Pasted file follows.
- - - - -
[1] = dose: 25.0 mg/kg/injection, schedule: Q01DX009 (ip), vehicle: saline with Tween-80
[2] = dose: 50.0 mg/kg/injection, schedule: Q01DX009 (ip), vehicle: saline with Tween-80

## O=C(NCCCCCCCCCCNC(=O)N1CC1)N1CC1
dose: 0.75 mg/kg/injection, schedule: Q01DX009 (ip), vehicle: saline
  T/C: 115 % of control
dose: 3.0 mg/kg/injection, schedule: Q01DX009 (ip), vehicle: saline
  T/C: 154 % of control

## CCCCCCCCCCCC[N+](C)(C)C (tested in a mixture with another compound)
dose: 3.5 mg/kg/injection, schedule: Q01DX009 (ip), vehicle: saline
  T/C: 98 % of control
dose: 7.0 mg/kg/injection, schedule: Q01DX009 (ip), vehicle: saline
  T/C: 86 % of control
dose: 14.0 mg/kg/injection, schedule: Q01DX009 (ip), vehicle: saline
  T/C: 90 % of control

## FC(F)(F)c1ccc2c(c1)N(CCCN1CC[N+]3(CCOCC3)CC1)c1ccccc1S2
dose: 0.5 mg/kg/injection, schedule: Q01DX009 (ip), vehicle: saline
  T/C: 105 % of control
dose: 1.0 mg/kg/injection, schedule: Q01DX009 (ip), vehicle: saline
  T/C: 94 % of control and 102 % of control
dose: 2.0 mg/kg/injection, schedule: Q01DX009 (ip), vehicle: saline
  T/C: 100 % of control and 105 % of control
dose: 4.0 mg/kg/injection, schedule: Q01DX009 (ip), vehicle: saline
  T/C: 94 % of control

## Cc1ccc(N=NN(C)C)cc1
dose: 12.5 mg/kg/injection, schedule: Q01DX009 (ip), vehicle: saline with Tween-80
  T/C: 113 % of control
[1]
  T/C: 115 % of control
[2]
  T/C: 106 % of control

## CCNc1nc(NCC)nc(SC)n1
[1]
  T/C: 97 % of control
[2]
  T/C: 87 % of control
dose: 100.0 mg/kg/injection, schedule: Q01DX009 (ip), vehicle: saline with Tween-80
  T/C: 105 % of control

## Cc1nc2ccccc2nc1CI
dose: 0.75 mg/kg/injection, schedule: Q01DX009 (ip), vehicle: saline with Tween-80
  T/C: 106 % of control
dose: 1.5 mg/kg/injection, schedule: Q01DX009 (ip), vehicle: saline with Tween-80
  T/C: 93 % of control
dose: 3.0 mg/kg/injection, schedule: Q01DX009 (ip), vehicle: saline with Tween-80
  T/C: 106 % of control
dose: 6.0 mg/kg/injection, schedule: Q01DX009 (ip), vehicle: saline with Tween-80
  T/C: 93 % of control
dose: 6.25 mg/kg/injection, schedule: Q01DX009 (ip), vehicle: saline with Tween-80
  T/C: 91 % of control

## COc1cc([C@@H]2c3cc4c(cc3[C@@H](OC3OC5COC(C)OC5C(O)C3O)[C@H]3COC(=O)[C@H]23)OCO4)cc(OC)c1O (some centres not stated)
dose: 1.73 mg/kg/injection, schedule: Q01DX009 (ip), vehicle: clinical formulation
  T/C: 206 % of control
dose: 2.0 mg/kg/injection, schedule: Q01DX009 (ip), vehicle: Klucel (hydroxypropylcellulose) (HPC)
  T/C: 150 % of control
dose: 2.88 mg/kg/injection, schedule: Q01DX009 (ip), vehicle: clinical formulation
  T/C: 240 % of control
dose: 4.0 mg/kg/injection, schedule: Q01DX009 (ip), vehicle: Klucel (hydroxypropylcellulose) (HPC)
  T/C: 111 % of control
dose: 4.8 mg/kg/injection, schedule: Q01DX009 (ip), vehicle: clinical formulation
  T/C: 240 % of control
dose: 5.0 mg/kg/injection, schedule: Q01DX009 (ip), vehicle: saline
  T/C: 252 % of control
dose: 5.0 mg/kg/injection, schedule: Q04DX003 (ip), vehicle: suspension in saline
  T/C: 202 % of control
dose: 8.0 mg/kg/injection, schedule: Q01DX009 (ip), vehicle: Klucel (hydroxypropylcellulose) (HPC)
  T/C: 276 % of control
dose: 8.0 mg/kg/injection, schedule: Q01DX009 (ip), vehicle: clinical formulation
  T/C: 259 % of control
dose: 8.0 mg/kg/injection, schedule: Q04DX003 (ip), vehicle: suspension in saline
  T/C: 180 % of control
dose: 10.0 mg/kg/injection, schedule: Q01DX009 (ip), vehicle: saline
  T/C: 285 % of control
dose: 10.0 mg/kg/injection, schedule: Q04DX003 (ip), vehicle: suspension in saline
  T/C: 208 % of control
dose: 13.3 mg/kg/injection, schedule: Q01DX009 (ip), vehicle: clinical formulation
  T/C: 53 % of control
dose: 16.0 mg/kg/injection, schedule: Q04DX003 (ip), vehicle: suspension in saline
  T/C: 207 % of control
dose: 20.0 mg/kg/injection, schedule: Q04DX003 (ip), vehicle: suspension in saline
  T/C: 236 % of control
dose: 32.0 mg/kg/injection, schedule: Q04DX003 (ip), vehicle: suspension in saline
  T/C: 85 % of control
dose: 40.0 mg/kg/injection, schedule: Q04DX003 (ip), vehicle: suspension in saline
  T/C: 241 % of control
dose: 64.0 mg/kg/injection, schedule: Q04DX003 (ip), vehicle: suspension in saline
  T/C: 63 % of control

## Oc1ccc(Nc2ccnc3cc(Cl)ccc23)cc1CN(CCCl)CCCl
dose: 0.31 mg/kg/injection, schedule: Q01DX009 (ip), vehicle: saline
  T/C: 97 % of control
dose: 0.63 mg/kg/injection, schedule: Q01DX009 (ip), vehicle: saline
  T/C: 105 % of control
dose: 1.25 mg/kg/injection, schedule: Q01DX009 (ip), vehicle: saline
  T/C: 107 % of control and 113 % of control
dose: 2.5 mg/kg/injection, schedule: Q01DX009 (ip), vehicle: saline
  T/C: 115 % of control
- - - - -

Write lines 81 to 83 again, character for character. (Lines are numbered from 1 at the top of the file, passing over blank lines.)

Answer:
  T/C: 85 % of control
dose: 40.0 mg/kg/injection, schedule: Q04DX003 (ip), vehicle: suspension in saline
  T/C: 241 % of control